Director: Gabriele Muccino
Writer: Grant Nieporte
Released: December 2008
Starring: Will Smith, Rosario Dawson, Michael Ealy, Barry Pepper, Octavia Spencer, Woody Harrelson
Seven Pounds is the film you watch when you’re depressed and have no intention of wanting to feel better. It’s heavy and tells a story of an absolute tragedy.
It’s about an IRS agent Ben (Will Smith) who is overwhelmed and broken with guilt after accidentally killing seven people – including his wife – when driving recklessly. He was wealthy and had everything, he felt indestructible and took what he had for granted.
Ben: In seven days God created the world, and in seven seconds I shattered mine.
After the accident, he can’t enjoy life anymore so he goes about finding seven worthy people to save for the seven he killed. Not in a superhero kind of way, more like in a charitable kind of way.
Ben: It is within my power to drastically change this person’s circumstances, but I don’t want to give him a gift he doesn’t deserve.
It’s about the journey to forgive oneself, and allowing to love again. It’s also about how relentless guilt is; how nothing can turn back time or undo a mistake, and how heartbreaking it is to watch bad things happen to good people.
The writer of Seven Pounds, Grant Nieporte, was inspired by a man he met whom he described as the saddest man on earth. Grant later discovered he was responsible for a national tragedy.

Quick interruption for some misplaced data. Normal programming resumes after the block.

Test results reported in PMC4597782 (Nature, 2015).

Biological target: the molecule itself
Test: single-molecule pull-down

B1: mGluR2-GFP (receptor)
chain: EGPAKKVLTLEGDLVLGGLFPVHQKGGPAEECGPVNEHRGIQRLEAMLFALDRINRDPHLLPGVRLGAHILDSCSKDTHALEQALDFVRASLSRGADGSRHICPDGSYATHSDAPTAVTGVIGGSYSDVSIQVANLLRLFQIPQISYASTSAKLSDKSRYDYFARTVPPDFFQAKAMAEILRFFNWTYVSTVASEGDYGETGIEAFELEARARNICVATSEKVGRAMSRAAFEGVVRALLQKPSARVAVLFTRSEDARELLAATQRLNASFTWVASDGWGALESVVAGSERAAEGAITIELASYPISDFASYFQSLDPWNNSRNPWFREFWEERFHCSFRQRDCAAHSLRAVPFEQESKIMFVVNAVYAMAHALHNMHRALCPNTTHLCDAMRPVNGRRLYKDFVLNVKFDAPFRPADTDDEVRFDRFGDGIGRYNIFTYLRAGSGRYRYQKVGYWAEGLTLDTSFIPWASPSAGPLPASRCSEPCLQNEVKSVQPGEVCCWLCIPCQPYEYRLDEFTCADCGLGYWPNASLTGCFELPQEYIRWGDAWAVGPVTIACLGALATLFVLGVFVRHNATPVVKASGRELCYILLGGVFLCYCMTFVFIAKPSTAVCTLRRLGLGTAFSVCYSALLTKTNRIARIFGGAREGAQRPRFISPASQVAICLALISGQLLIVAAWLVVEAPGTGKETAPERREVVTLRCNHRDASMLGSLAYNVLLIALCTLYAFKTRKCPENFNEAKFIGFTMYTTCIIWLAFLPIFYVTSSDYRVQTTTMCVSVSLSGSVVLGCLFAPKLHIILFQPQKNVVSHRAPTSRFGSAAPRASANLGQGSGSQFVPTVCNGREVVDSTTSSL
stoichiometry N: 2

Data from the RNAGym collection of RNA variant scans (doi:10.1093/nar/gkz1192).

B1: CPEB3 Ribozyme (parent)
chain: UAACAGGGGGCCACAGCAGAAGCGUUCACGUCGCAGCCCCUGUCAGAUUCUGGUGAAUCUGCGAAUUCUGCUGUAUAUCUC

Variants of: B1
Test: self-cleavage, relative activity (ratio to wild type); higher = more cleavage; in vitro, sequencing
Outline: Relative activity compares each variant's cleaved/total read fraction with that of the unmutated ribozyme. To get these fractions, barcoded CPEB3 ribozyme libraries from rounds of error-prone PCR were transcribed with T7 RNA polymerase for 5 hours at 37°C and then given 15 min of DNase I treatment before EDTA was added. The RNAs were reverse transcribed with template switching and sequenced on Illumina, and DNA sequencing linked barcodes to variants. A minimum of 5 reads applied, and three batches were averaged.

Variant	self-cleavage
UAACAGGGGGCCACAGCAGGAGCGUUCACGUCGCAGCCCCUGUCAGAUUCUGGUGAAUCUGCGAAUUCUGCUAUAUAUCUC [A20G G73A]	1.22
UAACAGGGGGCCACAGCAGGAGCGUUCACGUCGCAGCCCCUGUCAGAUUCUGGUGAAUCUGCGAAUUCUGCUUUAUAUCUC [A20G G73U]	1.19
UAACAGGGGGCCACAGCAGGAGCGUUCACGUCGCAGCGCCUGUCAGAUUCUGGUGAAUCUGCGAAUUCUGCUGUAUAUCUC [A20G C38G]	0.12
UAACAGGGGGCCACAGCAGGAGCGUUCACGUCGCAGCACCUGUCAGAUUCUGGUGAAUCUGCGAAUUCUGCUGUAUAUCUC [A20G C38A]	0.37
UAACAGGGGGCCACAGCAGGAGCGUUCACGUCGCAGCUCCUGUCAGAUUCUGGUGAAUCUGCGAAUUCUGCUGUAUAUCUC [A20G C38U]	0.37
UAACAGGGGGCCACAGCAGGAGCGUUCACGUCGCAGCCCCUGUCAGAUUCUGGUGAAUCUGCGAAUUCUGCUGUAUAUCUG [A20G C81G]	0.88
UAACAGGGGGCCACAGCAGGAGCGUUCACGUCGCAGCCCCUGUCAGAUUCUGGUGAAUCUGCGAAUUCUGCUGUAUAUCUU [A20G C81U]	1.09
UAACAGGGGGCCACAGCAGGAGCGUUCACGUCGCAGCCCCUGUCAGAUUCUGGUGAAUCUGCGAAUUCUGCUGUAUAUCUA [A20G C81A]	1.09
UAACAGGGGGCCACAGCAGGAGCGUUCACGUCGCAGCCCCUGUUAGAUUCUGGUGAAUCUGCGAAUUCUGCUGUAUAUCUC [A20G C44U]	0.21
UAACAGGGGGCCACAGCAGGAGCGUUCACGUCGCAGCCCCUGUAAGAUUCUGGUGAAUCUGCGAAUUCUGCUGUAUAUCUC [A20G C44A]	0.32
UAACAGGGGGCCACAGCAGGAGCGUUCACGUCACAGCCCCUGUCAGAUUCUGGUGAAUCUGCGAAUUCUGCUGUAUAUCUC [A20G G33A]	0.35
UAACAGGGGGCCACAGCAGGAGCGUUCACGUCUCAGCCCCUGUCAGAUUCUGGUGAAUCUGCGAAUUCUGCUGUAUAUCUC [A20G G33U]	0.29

The soundtrack is what makes this film so emotional; it supports its misery perfectly.
The casting was perfect too – I think Woody Harrelson will pleasantly surprise you. Apparently Tom Hanks auditioned for Will Smith’s role. While I don’t doubt he would have done a good job, I can’t imagine anyone but Will Smith playing the role now.
Seven Pounds is like a sad song you can’t help but listen to on repeat. It’s a film designed to make you feel the full impact of a man who lost it all.
You need to give into the story’s power of despair and allow it to consume you – don’t resist the urge to cry as you will burst a blood vessel and the movie won’t be the slightest bit insightful.
You walk away wanting to be more careful with your life, and basically never wanting to leave the house for fear of losing those precious to you. Seven Pounds gives you a bit of a reality check as it makes you thankful for the more mundane problems in life.
It’s well-made, well-cast, well-scored but holy Jesus it’s depressing and is not one to watch frequently. You will feel devastated afterward, but I think that shows that the story has been successfully told, rather than it being worthy of a low rating.
Jodie’s rating: 7/10